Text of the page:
The peak was named Mount Eeles in 1836 by Major Thomas Mitchell after William Eeles of the 95th Regiment of Foot, who fought with Mitchell in the Peninsular War. A draftsman’s error meant that the name was rendered ‘Mount Eccles’ in 1845. The area was proclaimed a national park in June 1960, and covers some 55 square kilometres and has around 40 000 visitors a year.
Mount Eccles National Park is Victoria’s first co-managed national park. The partnership between Gunditj Mirring Traditional Owners Aboriginal Corporation and Parks Victoria was formalised with the establishment of the Budj Bim Council. The council forms part of the 2007 native title settlement agreement between the Gunditjmara people and the Victorian government, bringing them together to manage the area’s significant landscape. In 2004 the national park, Lake Condah, the former Condah mission and the Tyrendarra area were put on the Australian National Heritage List as the Budj Bim National Heritage area, one of only three landscapes in Victoria on that register.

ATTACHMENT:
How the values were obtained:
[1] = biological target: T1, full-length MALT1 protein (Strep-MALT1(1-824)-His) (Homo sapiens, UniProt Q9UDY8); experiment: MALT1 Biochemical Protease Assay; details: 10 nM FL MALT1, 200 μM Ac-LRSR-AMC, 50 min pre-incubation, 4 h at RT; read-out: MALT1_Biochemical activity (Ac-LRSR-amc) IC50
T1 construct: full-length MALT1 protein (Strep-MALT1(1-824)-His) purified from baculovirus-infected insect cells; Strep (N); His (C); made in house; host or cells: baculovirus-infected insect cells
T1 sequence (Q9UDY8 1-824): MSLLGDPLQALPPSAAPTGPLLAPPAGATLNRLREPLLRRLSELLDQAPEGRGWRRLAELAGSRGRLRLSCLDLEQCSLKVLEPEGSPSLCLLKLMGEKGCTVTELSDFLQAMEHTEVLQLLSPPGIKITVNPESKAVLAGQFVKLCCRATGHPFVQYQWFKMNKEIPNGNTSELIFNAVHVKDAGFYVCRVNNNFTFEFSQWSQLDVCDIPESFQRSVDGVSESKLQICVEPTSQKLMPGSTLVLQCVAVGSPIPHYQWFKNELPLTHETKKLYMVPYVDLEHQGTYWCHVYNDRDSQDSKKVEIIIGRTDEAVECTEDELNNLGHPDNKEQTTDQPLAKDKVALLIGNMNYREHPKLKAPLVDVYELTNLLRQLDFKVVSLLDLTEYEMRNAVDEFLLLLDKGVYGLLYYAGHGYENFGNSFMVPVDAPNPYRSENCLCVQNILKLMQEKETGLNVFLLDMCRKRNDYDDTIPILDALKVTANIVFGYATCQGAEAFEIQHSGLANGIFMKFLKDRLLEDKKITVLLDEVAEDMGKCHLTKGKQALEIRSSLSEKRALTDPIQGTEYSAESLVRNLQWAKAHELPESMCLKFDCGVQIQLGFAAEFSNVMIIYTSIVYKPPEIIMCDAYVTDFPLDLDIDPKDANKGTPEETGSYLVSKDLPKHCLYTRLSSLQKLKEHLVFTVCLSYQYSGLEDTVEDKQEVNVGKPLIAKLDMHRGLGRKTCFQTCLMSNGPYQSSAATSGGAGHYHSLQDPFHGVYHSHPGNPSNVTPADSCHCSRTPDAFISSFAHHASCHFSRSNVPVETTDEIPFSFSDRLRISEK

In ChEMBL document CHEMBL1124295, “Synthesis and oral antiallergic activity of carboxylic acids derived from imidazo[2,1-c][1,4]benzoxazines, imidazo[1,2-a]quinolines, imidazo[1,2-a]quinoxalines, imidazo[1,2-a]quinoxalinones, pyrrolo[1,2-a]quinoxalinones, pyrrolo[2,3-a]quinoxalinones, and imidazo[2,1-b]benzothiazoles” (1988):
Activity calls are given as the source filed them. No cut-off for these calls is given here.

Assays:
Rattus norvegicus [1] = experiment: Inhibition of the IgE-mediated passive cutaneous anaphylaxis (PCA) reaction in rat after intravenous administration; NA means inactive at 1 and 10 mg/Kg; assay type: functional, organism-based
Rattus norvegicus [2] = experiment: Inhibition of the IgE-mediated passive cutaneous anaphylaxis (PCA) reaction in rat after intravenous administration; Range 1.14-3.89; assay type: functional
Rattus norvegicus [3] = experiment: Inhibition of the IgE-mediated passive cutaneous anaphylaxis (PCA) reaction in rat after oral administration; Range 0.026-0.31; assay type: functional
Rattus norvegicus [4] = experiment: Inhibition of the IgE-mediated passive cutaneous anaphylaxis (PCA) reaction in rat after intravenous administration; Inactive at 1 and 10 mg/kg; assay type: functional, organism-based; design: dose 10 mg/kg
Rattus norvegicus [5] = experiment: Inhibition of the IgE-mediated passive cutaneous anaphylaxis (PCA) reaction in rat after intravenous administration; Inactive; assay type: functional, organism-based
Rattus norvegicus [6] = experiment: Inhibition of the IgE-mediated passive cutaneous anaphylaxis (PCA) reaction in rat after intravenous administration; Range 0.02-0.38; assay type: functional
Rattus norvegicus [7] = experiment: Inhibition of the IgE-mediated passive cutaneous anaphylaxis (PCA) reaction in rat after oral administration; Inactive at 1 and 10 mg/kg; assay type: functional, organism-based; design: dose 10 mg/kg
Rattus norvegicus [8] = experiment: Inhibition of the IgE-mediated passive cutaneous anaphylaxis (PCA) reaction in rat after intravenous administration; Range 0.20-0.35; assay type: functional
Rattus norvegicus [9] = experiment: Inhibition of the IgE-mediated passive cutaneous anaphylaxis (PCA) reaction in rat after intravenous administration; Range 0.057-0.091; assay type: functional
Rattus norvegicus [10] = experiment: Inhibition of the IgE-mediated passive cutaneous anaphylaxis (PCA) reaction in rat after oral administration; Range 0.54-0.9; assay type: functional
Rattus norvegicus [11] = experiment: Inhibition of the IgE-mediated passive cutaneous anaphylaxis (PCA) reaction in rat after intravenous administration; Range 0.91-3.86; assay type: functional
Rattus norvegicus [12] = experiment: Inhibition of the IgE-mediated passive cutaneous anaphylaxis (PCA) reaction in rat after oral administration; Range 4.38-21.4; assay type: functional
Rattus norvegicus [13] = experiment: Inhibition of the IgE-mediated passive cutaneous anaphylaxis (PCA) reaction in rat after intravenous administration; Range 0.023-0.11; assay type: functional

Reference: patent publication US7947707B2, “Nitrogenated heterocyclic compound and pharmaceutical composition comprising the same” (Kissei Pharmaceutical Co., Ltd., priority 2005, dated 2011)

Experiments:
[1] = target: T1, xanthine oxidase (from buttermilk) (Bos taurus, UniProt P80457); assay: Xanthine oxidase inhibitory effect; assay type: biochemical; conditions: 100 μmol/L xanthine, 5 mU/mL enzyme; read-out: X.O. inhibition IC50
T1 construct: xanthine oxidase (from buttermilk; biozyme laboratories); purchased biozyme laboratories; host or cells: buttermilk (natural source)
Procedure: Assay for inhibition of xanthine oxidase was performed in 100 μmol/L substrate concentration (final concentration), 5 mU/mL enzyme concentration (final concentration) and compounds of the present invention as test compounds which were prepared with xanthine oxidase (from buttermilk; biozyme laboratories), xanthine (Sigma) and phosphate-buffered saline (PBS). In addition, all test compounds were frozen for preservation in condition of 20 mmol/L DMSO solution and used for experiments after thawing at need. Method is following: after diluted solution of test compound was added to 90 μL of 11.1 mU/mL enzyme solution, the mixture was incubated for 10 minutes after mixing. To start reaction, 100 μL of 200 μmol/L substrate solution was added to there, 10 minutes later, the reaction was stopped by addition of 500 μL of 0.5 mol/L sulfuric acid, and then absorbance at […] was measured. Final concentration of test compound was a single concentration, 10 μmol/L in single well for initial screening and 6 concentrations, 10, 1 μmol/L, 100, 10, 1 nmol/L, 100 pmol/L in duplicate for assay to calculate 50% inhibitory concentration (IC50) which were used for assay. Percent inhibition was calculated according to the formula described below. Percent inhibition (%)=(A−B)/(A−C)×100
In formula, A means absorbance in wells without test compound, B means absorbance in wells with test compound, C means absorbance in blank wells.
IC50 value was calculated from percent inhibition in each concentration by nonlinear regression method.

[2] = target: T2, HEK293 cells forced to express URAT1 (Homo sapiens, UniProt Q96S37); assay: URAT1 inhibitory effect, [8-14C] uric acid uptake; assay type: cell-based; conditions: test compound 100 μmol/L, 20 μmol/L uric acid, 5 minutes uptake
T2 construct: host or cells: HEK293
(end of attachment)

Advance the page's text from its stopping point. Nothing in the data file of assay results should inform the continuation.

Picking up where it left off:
In January this year I was pleased to be at Lake Condah to be with the traditional owners as the Prime Minister announced the landscape had been included on Australia’s tentative list for UNESCO World Heritage listing. It was a momentous day, one that the traditional owners have long worked towards. They knew this part of their country was special and significant, and they have worked tirelessly to ensure its significance has been shared with the wider community. We were shown through the site’s aquaculture system, and the guides’ connection to country was clearly on show. They were passionate and protective of this special place. It is a place where you get a spine-tingling sensation, knowing you are looking at a system which redefines history.
The 30-kilometre system of channels, weirs, holding ponds and trapping areas used to farm eels and fish has been carbon-dated back some 6600 years, predating the Egyptian pyramids and Stonehenge. The large settled Aboriginal community used woven baskets to trap eels, which were smoked in the hollows of trees and used for food and trade with other tribes. Further down the road at Tyrendarra a fire in 2006 uncovered remnants of about 70 stone huts. Built in a horseshoe shape, they are unlike anything else found in Australia and indicate settled villages.